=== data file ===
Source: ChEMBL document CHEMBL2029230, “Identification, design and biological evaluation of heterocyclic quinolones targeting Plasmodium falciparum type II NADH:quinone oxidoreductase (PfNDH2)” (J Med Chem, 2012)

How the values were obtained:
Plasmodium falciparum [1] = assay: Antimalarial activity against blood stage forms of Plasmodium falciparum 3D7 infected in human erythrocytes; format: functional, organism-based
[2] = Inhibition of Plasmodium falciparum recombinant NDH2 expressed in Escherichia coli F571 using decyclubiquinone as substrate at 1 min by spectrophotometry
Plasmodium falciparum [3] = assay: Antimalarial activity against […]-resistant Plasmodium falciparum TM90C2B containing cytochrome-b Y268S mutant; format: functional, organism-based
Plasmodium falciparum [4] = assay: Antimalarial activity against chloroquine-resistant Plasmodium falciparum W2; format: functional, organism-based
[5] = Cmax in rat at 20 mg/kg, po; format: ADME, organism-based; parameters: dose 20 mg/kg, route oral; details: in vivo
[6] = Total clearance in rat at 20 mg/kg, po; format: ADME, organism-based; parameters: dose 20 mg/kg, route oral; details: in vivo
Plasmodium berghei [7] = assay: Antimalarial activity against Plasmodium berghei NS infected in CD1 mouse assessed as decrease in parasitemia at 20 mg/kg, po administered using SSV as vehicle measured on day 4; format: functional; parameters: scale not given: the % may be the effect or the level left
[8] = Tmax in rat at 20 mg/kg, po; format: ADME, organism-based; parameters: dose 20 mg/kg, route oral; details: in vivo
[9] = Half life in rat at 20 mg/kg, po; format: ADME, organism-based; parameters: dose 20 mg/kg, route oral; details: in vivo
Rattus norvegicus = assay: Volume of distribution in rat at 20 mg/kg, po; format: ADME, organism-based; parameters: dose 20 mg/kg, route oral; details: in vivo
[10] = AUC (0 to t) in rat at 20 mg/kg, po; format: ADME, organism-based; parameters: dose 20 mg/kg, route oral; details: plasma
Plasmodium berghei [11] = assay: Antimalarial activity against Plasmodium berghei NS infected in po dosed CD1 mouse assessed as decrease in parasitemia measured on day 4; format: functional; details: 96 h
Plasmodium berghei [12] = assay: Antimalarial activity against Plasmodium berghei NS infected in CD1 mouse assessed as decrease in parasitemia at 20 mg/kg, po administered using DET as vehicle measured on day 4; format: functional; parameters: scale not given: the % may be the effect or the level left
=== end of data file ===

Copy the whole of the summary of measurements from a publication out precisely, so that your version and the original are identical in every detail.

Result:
Source: ChEMBL document CHEMBL2029230, “Identification, design and biological evaluation of heterocyclic quinolones targeting Plasmodium falciparum type II NADH:quinone oxidoreductase (PfNDH2)” (J Med Chem, 2012)

How the values were obtained:
Plasmodium falciparum [1] = assay: Antimalarial activity against blood stage forms of Plasmodium falciparum 3D7 infected in human erythrocytes; format: functional, organism-based
[2] = Inhibition of Plasmodium falciparum recombinant NDH2 expressed in Escherichia coli F571 using decyclubiquinone as substrate at 1 min by spectrophotometry
Plasmodium falciparum [3] = assay: Antimalarial activity against […]-resistant Plasmodium falciparum TM90C2B containing cytochrome-b Y268S mutant; format: functional, organism-based
Plasmodium falciparum [4] = assay: Antimalarial activity against chloroquine-resistant Plasmodium falciparum W2; format: functional, organism-based
[5] = Cmax in rat at 20 mg/kg, po; format: ADME, organism-based; parameters: dose 20 mg/kg, route oral; details: in vivo
[6] = Total clearance in rat at 20 mg/kg, po; format: ADME, organism-based; parameters: dose 20 mg/kg, route oral; details: in vivo
Plasmodium berghei [7] = assay: Antimalarial activity against Plasmodium berghei NS infected in CD1 mouse assessed as decrease in parasitemia at 20 mg/kg, po administered using SSV as vehicle measured on day 4; format: functional; parameters: scale not given: the % may be the effect or the level left
[8] = Tmax in rat at 20 mg/kg, po; format: ADME, organism-based; parameters: dose 20 mg/kg, route oral; details: in vivo
[9] = Half life in rat at 20 mg/kg, po; format: ADME, organism-based; parameters: dose 20 mg/kg, route oral; details: in vivo
Rattus norvegicus = assay: Volume of distribution in rat at 20 mg/kg, po; format: ADME, organism-based; parameters: dose 20 mg/kg, route oral; details: in vivo
[10] = AUC (0 to t) in rat at 20 mg/kg, po; format: ADME, organism-based; parameters: dose 20 mg/kg, route oral; details: plasma
Plasmodium berghei [11] = assay: Antimalarial activity against Plasmodium berghei NS infected in po dosed CD1 mouse assessed as decrease in parasitemia measured on day 4; format: functional; details: 96 h
Plasmodium berghei [12] = assay: Antimalarial activity against Plasmodium berghei NS infected in CD1 mouse assessed as decrease in parasitemia at 20 mg/kg, po administered using DET as vehicle measured on day 4; format: functional; parameters: scale not given: the % may be the effect or the level left